CHARLIE AND THE CHOCOLATE FACTORY by David Greig, Marc Shaiman and Scott Wittman (Mirvish). At Princess of Wales Theatre (300 King West). To January 6. $69$179. mirvish.com. See listing, this page. Rating: NN Charlie And The Chocolate Factory has opened just in time for the holidays, which makes sense since Roald Dahl wrote the children’s book over 50 years ago to teach readers not to be greedy.
Eleven-year-old Charlie Bucket (on this night played by Rueby Wood) lives in poverty with his mother and four grandparents. The kid is obsessed – often, annoyingly so – with Willy Wonka (Noah Weisberg) chocolate bars, so lucky for him, he finds a “golden ticket” in a candy wrapper one day. The show takes a while to get going, with a lot of time spent in act one on just how poor the Buckets are. (One day, they scrounge together enough coins to buy a mouldy head of cabbage for dinner.)
Introductions to supporting characters – gluttonous Augustus Gloop (Matt Wood), screen-obsessed Mike Teavee (Daniel Quadrino) and spoiled brats Veruca Salt (Jessica Cohen) and Violet Beauregarde (Brynn Williams), all played by adult actors – finally kick the musical into high gear after 30-odd minutes of sappy, forgettable songs.
The oompah More Of Him To Love sung by Augustus and his mother (Kathy Fitzgerald) is one of the show’s more memorable numbers, complete with lederhosen-clad dancers and Joshua Bergasse’s lively choreography. But for some unnecessary reason, Veruca Salt and her father are made to be heavily accented Russian villains, while Violet is a bubble-gum-snapping Black “diva” from California. If this is director Jack O’Brien’s attempt to diversify the stage, it feels forced and ultimately makes you wonder why neither the Buckets nor Wonka are given culturally stereotyping roles.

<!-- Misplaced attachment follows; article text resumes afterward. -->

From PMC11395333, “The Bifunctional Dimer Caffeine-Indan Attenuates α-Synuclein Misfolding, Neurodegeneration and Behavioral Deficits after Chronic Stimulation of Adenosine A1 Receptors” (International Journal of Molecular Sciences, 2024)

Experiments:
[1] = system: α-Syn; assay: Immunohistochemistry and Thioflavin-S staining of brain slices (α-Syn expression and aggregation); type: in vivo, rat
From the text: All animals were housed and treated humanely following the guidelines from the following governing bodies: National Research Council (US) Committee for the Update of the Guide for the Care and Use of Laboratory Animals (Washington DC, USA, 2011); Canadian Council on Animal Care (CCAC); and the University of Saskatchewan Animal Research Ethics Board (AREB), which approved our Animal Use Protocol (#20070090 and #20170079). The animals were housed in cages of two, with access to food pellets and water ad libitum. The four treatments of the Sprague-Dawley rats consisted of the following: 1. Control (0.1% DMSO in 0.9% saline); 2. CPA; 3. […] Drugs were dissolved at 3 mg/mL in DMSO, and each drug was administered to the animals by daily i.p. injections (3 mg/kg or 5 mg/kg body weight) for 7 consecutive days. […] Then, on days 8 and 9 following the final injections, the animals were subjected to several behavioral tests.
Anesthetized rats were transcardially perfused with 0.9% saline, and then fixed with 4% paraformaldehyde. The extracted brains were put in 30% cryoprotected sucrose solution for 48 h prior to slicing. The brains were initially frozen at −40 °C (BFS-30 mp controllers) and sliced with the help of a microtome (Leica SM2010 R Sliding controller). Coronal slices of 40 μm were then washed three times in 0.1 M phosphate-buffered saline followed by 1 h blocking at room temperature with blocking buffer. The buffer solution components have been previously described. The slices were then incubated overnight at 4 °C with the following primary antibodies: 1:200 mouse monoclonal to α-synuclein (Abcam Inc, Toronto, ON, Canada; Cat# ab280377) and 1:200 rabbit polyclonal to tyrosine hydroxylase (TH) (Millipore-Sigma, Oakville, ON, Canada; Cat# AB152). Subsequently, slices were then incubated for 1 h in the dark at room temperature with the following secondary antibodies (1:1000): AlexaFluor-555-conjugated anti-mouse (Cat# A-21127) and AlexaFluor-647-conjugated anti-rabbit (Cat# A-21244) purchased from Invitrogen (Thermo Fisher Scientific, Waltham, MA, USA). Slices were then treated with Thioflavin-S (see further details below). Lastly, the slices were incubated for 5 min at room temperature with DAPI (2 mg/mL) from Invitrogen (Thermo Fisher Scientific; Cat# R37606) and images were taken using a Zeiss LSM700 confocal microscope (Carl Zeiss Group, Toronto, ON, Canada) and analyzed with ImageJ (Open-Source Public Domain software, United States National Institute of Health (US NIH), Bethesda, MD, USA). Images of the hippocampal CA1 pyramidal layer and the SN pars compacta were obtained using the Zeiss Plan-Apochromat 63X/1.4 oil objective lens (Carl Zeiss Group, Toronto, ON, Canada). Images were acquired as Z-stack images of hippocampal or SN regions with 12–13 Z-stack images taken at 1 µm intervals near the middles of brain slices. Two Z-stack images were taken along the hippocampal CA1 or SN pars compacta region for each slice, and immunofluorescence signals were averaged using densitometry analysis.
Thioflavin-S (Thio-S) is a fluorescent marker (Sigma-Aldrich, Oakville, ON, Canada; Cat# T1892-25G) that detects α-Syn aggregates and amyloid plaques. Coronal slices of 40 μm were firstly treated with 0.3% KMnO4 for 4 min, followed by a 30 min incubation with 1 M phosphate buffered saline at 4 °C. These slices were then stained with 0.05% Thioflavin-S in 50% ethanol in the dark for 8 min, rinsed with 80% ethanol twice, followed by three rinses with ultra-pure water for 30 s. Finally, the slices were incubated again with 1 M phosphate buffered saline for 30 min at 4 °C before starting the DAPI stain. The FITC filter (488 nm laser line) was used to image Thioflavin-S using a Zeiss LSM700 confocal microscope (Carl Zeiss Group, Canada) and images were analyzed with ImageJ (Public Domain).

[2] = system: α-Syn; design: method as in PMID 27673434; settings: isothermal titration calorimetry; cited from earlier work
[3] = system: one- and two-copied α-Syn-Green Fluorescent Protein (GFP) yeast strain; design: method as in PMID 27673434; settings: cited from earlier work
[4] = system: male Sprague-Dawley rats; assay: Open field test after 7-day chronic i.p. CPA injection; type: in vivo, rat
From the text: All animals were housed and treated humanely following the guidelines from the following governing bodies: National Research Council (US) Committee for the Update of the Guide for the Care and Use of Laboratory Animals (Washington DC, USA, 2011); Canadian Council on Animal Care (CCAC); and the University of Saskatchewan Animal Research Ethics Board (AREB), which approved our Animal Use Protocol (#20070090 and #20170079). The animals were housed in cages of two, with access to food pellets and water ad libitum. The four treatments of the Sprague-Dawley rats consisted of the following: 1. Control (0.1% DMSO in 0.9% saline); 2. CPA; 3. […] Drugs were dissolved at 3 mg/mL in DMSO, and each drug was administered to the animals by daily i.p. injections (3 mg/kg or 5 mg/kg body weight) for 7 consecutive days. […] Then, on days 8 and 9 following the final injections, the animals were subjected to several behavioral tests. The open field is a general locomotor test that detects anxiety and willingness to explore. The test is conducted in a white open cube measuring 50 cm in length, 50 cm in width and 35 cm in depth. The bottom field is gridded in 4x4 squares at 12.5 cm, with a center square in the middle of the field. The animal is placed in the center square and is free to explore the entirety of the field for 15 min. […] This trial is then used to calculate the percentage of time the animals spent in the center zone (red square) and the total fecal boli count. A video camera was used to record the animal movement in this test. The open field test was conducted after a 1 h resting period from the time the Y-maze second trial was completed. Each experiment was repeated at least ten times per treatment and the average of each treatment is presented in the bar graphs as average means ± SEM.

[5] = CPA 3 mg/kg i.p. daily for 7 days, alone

The parts of the musical you may have guessed would be disturbing aren’t what you think: the Oompa Loompa are adorable and done cleverly without the use of children or vertically challenged adults to achieve a fun optical trick.
No, distress comes in the form of Violet and Veruca’s deaths, who are blown up and dismembered, respectively. I can’t think of many musicals, especially ones intended for families, that show this sort of thing so graphically. At the performance I attended, children in the audience screamed and there were audible gasps from adults.
This production was created in the UK in 2013, so perhaps the Brits enjoy subjecting their kids to ultra-violence onstage. But when combined with the candy-coloured strobe lights used during the show and the saccharine songs with lyrics so earnest you’re guaranteed a toothache, it might just be too much.
Charlie And The Chocolate Factory adaptation is disturbing and cloying.